11. I remember the gut wrenching feeling I had when Dreams in a Time of War ended with Ngugi nearly not able to go off to schoold then In the House of the Interpreter. It seems he is writing his memoir in stages. And this was as good as Dreams. Covering the 4 years he spends in Alliance High School, he talks about the schooll and its history while showing the country in a more tenuous time: the colonial government desperate to end the Mau Mau war and employing villagisation to isolate the freedom fi [...]

    12. The author writes about his years at Alliance High School in Kenya. The writing is very good, with fairly interesting anecdotes and vignettes of Kenyan society, youth, and evangelism.The last few chapters, cover the author's return trip to his village after earning his first pay as a temporary teacher, and this is the part where I most related with the protagonist. He was arrested under the state of emergency and spent some time in jail. For me, the book is worth reading for these pages alone. O [...]

    13. Excerpt: [Someone reads] a passage from Pilgrim’s Progress in which Christian, while visiting the Interpreter’s house, is taken into a parlor full of dust. As the room is being swept, the flying dust almost chokes the onlookers. Then a woman sprinkles water on the floor and all is well: Then said Christian: What means this? The Interpreter answered: This parlor is the heart of a man that was never sanctified by the sweet grace of the gospel. The dust is his original sin and inward corruption [...]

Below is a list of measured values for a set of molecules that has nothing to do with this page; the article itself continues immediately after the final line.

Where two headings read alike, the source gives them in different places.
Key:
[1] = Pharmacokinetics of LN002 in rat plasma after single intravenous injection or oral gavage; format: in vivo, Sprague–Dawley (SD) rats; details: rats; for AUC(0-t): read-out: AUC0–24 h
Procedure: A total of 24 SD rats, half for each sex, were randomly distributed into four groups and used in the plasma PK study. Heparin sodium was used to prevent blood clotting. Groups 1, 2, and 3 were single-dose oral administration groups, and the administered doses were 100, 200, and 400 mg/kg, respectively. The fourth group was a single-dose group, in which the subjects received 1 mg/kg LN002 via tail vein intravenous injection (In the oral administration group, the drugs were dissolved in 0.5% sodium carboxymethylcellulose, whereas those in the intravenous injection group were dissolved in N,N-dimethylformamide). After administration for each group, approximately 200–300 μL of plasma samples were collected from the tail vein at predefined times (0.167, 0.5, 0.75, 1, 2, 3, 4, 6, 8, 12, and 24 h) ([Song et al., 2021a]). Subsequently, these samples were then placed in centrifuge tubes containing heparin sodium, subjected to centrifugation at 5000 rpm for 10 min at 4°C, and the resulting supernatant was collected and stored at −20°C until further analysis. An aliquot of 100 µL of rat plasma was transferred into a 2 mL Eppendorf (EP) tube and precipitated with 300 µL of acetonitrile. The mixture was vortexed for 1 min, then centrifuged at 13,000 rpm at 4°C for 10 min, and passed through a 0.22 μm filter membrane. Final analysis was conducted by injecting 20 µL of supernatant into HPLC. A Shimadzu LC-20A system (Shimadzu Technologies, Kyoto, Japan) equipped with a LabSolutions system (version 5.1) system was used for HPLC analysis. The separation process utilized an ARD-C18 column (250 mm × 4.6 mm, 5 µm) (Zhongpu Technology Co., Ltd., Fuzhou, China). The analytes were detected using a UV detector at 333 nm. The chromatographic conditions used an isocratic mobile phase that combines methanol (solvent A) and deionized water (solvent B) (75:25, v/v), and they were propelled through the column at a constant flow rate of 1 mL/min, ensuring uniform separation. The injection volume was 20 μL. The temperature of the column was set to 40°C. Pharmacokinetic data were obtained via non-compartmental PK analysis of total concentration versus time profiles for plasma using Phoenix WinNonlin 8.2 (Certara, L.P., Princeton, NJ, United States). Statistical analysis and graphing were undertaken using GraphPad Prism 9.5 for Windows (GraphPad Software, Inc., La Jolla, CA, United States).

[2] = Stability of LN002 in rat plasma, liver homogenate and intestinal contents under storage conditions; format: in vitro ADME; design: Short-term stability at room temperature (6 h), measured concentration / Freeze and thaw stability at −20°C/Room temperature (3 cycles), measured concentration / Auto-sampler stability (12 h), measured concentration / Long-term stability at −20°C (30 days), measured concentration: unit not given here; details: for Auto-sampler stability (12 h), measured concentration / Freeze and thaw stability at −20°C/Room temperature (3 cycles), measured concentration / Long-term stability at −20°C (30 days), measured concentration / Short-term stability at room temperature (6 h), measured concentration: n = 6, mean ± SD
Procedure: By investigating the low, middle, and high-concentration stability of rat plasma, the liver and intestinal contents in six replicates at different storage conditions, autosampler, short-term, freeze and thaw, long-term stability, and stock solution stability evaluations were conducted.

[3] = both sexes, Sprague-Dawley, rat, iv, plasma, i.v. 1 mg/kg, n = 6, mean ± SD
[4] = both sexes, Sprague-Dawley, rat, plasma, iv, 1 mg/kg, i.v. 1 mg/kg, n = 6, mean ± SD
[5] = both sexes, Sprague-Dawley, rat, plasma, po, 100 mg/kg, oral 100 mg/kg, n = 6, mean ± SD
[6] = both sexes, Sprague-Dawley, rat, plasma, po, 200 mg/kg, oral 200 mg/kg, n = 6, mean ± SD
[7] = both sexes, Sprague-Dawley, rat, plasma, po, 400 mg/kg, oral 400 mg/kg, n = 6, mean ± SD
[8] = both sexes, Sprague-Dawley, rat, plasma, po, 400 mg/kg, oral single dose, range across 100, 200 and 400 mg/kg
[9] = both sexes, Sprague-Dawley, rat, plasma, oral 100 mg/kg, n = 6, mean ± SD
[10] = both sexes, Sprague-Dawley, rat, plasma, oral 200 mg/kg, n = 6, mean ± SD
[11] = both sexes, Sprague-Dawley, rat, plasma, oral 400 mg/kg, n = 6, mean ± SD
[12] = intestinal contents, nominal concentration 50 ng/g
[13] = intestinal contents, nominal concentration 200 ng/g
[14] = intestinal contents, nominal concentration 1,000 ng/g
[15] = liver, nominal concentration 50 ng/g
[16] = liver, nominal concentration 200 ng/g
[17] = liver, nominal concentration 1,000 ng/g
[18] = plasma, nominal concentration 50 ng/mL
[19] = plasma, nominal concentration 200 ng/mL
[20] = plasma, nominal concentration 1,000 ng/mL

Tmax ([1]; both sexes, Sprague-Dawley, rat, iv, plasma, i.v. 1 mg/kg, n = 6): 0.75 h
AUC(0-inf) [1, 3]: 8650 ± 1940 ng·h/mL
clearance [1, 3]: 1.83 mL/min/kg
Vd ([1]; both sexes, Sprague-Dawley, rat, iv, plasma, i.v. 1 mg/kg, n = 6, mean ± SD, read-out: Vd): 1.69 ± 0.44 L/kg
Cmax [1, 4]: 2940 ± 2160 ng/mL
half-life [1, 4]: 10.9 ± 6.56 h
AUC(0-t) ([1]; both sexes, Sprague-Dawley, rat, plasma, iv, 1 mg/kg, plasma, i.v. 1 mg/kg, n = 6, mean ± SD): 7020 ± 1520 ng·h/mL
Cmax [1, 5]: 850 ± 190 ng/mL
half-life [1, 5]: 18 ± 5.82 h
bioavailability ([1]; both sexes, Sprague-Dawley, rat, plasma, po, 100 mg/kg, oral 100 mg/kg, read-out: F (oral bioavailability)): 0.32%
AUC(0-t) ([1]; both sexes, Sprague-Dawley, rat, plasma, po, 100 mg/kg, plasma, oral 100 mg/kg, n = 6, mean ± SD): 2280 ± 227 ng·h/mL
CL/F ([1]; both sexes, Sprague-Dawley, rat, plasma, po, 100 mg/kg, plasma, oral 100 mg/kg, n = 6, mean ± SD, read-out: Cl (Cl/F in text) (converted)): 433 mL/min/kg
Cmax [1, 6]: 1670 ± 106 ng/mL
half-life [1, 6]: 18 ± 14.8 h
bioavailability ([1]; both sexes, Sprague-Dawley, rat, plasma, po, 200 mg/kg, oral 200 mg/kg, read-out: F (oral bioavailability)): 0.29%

14. More travels with Ngugi growing up in Kenya, this time his high school experience - which ended on a very dramatic note that you might even call a cliffhanger. Now I have to wait and wait for his next book to find out what happened when he went off to college in Uganda! Kept learning, as I did with the previous volume of this memoir, about another country not so far away, not so long ago. I was struck in this book by what a difference good people, even with all their limitations, can make in pla [...]

    15. I probably would have grabbed the first of Ngugi's memoirs, Dreams in a Time of War, had I realized this was number 2, but I enjoyed it regardless. It is a compelling look at growing up during a major turning point in the history of Kenya and in Africa. He is especially good at making readers feel his dilemma - as a young Kenyan, he is equally committed to obtaining a decent education (which was run by the British) and in supporting his brother, who was fighting for the nationals. The pressures [...]

    16. Ngugi's second volume of his memoir. While "Dreams in a Time of War" carried us through primary school and Ngugi's Kikuyu rite of passage, this one carries us through his High School years at a top level boarding school and his passage to legal adulthood. With the Mau-Mau uprising and the State of Emergency still in the background, Ngugi attempts to live life as a "normal" high schooler, shielded from the "Imperial Reckoning" of the Colonial State by the walls of his boarding school.As usual, Ng [...]

    17. Quick read that gives alot of insights into what the life of a student was in 1950s Kenya. I particularly enjoy the stories of life at Alliance, the complexities of the characters, and the irony of some of the experiences e.g. kenyan students debating whether western education had done moreharm than good in English at an institution which is committed to providing western education. Othertopics such as the color of God, fear that pervaded the African experience in colonial Kenya, the rise Kenyan [...]